Looking for a new hobby? Have you considered bio-hacking and genetic modification? Hopefully, your answer is, "No, I would never try to play God in my spare time." But for a select few, bio-hacking is just another DIY project. And you don't need a license or a degree to do it. In a recent article, Fusion contributor Kristen V. Brown interviewed several hobbyists who are using Crispr to tinker with plant genetics.
According to Fusion, "Crispr—a memorable acronym for the mouthful, “clustered regularly-interspaced short palindromic repeats”—gives scientists an unprecedented ability to decrypt and reorder genes, opening up a dazzling and terrifying universe of possibilities. This year, a top national security official called gene-editing a weapon of mass destruction—along with nuclear detonation, chemical weapons and cruise missiles—because it could be used to create “potentially harmful biological agents or products.”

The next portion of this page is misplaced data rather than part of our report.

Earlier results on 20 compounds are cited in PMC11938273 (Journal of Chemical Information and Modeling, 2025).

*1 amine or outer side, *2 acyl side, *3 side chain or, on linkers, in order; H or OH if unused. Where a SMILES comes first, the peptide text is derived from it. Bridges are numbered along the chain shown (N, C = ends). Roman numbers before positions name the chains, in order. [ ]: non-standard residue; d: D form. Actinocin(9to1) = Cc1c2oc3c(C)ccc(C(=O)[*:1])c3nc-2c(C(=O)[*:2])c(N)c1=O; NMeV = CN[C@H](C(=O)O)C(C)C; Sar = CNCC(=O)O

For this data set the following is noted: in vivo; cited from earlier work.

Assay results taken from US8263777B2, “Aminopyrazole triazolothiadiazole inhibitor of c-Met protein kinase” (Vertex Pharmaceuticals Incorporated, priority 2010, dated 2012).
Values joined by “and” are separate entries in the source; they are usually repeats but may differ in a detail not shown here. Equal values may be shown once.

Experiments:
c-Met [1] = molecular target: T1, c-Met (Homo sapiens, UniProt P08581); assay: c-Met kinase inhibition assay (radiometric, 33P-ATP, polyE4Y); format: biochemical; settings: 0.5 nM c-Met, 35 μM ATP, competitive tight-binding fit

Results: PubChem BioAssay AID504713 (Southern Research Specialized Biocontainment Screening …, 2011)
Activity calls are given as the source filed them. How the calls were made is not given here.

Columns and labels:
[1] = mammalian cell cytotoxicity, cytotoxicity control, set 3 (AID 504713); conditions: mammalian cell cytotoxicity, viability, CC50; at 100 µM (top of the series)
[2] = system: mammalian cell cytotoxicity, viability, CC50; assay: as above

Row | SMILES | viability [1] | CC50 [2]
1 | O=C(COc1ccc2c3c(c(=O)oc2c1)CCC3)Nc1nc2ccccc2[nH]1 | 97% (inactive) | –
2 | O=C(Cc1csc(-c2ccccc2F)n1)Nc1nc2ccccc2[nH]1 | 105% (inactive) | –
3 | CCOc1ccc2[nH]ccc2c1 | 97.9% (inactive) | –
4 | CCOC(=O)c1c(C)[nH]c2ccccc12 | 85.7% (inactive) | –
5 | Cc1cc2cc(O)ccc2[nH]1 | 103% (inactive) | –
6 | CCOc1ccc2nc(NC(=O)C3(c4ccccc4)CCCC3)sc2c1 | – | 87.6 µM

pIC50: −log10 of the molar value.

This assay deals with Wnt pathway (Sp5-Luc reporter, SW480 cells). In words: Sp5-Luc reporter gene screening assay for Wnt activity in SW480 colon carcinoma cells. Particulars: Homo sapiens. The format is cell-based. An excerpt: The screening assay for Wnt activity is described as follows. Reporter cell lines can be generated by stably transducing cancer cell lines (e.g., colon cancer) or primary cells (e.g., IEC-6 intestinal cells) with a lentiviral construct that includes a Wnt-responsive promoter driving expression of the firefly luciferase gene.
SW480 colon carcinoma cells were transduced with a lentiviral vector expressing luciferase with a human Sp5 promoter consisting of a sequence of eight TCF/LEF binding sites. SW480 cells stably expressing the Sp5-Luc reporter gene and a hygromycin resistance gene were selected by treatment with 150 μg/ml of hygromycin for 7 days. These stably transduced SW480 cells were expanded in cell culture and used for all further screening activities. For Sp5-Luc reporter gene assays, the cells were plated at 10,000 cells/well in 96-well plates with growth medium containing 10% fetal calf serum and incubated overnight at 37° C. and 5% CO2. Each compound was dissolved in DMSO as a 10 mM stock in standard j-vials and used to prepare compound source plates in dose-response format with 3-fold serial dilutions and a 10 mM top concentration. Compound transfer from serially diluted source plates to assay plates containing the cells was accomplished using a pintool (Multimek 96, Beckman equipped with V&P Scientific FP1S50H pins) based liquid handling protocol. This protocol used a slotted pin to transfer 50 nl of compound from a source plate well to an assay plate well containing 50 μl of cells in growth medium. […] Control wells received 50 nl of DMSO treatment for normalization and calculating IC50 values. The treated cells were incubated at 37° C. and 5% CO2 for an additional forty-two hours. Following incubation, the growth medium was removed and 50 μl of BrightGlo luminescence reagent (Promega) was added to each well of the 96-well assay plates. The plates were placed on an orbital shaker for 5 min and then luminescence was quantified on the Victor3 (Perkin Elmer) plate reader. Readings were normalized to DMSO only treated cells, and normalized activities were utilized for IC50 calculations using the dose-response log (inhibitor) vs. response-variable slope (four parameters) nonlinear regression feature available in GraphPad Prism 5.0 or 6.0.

Crispr is every sci-fi future that we have ever dreamed about or feared: designer babies, unlimited energy, and the end of genetic diseases like Alzheimer’s."